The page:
For many Ohio families, estate planning focuses on the transfer of assets from one generation to the next with provisions put into place for a surviving spouse. It is difficult to plan for every possible set of circumstances that might arise, but families should strive to cover as many bases as possible in their approach. For example, couples should think about the impact that their estate plan would have if a surviving spouse should require residential nursing care following his or her partner’s death.
Many families rely on Medicaid to help cover the cost of residential care needs. It is important to understand, however, that Medicaid coverage only becomes effective after a family or individual has depleted the majority of their own assets. This can cause a problem for couples who fail to take the steps required to shield assets from inclusion in the Medicaid formula.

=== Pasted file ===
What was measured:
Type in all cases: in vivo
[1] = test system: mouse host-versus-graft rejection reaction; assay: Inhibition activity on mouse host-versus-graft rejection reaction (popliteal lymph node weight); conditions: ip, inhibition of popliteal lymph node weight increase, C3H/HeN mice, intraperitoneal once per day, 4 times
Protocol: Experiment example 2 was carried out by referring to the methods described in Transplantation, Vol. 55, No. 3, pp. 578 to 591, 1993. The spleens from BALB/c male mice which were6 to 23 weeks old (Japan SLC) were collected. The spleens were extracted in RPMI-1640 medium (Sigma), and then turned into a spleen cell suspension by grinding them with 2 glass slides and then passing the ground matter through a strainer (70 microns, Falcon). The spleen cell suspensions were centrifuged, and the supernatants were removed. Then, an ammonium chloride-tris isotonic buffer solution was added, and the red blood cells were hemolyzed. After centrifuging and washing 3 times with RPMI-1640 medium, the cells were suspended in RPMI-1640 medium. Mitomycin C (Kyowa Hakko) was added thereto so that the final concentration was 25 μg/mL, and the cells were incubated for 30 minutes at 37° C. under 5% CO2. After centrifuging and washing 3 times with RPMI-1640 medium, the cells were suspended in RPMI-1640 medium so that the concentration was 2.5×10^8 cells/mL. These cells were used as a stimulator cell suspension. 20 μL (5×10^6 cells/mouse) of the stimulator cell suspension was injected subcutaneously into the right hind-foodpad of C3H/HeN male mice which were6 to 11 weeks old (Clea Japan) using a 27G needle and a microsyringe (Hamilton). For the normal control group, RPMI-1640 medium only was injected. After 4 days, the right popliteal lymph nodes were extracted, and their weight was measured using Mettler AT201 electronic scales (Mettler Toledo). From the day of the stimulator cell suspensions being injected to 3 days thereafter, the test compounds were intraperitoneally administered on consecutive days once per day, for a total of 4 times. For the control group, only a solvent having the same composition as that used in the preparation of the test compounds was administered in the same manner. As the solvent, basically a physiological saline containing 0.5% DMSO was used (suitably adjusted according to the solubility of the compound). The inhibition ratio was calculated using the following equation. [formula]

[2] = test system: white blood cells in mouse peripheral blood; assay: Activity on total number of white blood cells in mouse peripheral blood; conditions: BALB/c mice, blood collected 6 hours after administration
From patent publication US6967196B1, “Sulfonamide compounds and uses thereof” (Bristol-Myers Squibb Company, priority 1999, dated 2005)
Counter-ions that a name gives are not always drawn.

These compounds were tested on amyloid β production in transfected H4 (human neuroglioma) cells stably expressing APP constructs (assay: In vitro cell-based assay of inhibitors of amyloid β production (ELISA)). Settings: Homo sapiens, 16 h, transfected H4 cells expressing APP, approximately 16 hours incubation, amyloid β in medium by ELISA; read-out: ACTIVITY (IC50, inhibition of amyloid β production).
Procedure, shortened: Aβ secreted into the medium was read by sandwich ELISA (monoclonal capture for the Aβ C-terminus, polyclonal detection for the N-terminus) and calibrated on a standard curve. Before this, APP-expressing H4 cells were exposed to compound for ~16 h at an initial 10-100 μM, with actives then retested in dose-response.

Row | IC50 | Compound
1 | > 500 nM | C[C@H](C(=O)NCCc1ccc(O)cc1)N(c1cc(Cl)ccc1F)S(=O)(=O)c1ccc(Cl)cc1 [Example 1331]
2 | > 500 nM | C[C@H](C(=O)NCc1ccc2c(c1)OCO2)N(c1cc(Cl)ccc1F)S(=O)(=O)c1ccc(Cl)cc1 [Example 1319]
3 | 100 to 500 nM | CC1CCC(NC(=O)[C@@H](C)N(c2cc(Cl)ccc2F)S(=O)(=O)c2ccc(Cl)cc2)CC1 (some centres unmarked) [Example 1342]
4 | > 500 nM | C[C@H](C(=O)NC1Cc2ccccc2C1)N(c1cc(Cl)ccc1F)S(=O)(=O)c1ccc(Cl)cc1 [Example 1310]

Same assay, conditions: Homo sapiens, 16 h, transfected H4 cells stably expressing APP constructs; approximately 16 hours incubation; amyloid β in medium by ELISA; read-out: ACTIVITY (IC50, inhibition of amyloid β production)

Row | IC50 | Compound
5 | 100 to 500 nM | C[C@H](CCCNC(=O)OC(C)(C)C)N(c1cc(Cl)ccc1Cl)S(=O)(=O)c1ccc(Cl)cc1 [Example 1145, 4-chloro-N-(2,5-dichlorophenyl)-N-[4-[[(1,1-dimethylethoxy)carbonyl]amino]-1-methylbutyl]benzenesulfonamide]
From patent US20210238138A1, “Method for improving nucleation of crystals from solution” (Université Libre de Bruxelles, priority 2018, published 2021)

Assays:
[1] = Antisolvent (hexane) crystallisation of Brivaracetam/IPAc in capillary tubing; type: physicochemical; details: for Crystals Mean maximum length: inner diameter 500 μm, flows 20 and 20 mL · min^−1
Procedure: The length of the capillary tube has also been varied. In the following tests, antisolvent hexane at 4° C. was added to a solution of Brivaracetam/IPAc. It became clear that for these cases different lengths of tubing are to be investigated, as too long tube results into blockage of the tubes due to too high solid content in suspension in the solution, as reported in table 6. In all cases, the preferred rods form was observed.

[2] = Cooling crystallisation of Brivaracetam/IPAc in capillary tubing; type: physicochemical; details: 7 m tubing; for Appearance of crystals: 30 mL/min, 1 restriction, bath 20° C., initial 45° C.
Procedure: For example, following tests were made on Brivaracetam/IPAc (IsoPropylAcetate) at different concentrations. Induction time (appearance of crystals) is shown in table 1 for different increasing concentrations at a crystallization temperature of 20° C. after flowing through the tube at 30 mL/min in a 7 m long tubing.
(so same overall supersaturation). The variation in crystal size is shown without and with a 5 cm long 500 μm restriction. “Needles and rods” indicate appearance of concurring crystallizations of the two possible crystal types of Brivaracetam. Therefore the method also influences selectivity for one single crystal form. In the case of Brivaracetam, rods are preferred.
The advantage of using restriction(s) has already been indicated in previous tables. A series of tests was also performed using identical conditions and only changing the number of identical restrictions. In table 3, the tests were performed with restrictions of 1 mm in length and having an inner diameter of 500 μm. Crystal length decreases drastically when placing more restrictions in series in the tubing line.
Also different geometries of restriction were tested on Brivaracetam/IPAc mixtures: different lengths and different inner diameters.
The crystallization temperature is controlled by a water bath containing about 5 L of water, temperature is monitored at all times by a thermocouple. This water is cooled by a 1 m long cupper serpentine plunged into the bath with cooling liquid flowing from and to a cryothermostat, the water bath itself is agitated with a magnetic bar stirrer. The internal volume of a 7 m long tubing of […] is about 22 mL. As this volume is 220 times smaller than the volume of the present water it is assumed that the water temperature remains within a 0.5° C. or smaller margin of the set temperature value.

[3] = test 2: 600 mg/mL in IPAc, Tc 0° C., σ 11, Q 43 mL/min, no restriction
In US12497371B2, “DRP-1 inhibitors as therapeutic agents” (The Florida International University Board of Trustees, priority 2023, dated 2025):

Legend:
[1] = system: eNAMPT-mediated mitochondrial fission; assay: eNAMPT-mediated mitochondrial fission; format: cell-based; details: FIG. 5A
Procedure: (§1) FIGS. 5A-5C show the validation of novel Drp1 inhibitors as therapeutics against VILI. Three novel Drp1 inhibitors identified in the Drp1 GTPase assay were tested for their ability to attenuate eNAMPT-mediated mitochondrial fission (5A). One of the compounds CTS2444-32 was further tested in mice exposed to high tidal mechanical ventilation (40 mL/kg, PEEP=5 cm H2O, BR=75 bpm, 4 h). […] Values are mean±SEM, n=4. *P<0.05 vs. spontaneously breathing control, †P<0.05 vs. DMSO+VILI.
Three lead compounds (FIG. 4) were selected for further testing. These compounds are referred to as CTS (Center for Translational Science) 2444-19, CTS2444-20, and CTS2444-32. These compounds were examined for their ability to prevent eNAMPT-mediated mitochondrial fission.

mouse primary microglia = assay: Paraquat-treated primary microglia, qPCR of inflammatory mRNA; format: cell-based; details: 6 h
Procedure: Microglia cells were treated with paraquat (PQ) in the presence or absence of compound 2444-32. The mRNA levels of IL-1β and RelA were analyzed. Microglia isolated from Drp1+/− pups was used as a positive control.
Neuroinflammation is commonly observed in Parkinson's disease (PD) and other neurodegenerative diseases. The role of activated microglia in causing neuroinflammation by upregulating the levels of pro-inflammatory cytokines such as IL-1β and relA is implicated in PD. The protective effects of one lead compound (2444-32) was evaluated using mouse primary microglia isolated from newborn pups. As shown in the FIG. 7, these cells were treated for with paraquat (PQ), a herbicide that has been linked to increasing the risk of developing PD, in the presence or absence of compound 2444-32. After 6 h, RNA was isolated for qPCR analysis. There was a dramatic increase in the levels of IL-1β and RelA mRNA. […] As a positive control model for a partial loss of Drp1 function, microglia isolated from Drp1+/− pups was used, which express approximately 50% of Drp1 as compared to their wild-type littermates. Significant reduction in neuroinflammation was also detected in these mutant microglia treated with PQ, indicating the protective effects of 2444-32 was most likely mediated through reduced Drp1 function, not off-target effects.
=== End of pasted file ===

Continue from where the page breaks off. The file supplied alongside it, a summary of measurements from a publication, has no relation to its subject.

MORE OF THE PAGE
When a surviving spouse inherits the bulk of the family’s assets, he or she usually does so with the intent to pass on a significant portion to children and grandchildren. However, if the need should arise for residential care, those assets would have to be placed toward the cost of that care before Medicaid would provide assistance. In the end, very little might be left to pass down to loved ones.
Creating an irrevocable trust is a good fit for Ohio families who want to protect assets for the purpose of inheritance. Assets can be placed within the trust and loved ones named as beneficiaries. In this way, the intended heirs can have access to the wealth held within the trust while the surviving spouse is still able to qualify for Medicaid coverage. This is one way that spouses can continue looking after one another after death, just as they had during their lives together.
Source: greenbaypressgazette.com, “Review estate plan often to protect beneficiaries”, Carissa Giebel, June 29, 2015